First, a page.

The Roundup -

By Tim Fine 

Snow Mold on Lawns

 

April 19, 2017 | View PDF

Photo from http://www.extension.umn.edu.

Given the amount of snow we received this winter and the fact that it remained piled up for a long time, usually on the lawn, I figured I would dust off this article with some identification, control, and prevention tips.

It is difficult to describe exactly what snow mold is but the best way for me to describe it is that it's a mysterious, almost web-like substance on top of the grass. It is typically more prominent in areas where there is more snow piled up.

Snow mold is a fungal disease that appears on lawns in early spring as the snow begins to melt and although it looks unsightly, really does not cause much damage to the overall health of a lawn. The problem that I run into when discussing snow mold with a client is that, although it is an easy problem to diagnose, there really is not a way to "kill" it, once it's been identified. I will try not to get off on too much of a tangent here, but, this is the same issue that I run into with a majority of our landscape diseases. In general, there are not too many products available to you, the homeowner, that will get rid of diseases. So what is a person to do?

Like most other diseases, the tips to "control" (for lack of a better word) snow mold are all preventative measures, so here are some tips to consider to try and prevent snow mold in the future.

Try to avoid over fertilization of lawns in the fall. While a good fall fertilization is always recommended to help get a lawn through the winter, too much grass growth can lead to longer grass blades and more blades laying over creating an ideal environment for the snow mold to get established. When fertilizing in the fall, a slow release nitrogen source is better because if you provide a flush of nitrogen when the grass is still growing it will encourage vegetative (blade) growth and not root growth which is what you are trying to promote with a fall fertilization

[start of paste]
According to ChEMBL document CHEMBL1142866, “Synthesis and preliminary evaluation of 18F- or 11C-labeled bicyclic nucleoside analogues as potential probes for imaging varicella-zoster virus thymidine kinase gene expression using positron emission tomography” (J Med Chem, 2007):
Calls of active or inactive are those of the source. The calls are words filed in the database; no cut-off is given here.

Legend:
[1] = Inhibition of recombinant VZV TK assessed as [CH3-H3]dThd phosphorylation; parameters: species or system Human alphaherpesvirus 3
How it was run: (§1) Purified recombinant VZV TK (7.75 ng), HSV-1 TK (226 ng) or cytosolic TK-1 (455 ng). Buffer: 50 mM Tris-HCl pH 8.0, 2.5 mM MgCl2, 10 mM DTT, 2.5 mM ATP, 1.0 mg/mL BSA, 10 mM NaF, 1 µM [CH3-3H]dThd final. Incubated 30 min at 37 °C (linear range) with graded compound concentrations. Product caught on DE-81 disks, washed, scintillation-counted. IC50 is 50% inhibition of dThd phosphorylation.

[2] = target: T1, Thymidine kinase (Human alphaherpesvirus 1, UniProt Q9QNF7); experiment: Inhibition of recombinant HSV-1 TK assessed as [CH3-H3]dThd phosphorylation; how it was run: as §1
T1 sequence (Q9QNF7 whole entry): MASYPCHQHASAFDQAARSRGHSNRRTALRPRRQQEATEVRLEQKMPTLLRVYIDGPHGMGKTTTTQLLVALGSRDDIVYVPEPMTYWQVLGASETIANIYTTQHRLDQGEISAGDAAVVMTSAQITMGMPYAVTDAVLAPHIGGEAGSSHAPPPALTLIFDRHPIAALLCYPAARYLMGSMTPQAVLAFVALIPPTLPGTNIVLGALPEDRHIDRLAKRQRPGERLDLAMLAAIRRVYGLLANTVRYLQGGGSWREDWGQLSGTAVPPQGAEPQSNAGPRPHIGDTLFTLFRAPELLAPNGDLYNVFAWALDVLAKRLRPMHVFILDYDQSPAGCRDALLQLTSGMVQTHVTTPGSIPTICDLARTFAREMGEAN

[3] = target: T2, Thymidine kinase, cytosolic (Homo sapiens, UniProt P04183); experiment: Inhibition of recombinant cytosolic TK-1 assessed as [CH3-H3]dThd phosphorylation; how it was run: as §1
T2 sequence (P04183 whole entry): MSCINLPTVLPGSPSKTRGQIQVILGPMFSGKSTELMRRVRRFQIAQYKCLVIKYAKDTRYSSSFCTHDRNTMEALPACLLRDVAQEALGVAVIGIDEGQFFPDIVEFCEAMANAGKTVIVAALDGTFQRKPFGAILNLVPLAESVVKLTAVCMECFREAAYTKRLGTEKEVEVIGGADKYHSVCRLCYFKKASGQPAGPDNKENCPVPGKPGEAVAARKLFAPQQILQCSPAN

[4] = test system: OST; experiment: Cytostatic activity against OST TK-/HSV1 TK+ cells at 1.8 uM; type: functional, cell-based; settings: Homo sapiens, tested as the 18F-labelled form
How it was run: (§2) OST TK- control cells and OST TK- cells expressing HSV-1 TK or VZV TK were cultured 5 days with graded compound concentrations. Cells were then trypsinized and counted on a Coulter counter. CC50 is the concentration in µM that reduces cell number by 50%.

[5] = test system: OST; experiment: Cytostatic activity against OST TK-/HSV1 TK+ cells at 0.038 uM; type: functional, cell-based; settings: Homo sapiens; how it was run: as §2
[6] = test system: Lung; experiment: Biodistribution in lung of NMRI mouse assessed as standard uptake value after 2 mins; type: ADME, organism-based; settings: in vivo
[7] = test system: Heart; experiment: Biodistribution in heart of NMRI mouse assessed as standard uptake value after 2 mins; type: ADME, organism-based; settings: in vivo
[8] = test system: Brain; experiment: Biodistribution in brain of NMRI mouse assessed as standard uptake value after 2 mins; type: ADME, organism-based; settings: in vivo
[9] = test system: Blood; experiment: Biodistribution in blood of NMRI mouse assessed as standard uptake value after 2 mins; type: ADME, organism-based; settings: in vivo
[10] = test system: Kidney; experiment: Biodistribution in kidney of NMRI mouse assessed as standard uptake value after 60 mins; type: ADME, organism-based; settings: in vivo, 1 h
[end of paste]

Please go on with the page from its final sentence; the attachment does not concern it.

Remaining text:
Continue to mow the lawn at the recommended height until it is no longer actively growing. This gets back to trying to prevent the matting down of tall grass blades preventing the ideal environment for snow mold growth.

Rake up leaves in the fall and manage the thatch layer. Decaying materials provide an adequate environment for fungal growth.

Spread out large snow piles to encourage rapid melting or use snow fence to minimize snow accumulation. I know this is much easier said than done, but it will help. Snow mold accumulates in areas where the snow has insulated the ground, not allowing it to freeze. Generally speaking, the mold will continue to grow as long as the conditions are favorable (moist and cool) and will usually disappear once the areas dry out a little and warm up.

In areas where there is a considerable amount of snow mold accumulation, it may be advisable to gently rake the area to help break up the matting of the mold and allow some air and sunlight in.

For more information about snow mold, I would encourage you to visit http://www.extension.umn.edu/garden/yard-garden/lawns/snow-molds-in-lawns and, as always, if you have questions about this or any other lawn and garden issues, feel free to give me a call in the Extension Office at 433-1206 or send an email to timothy.fine@montana.edu.

 

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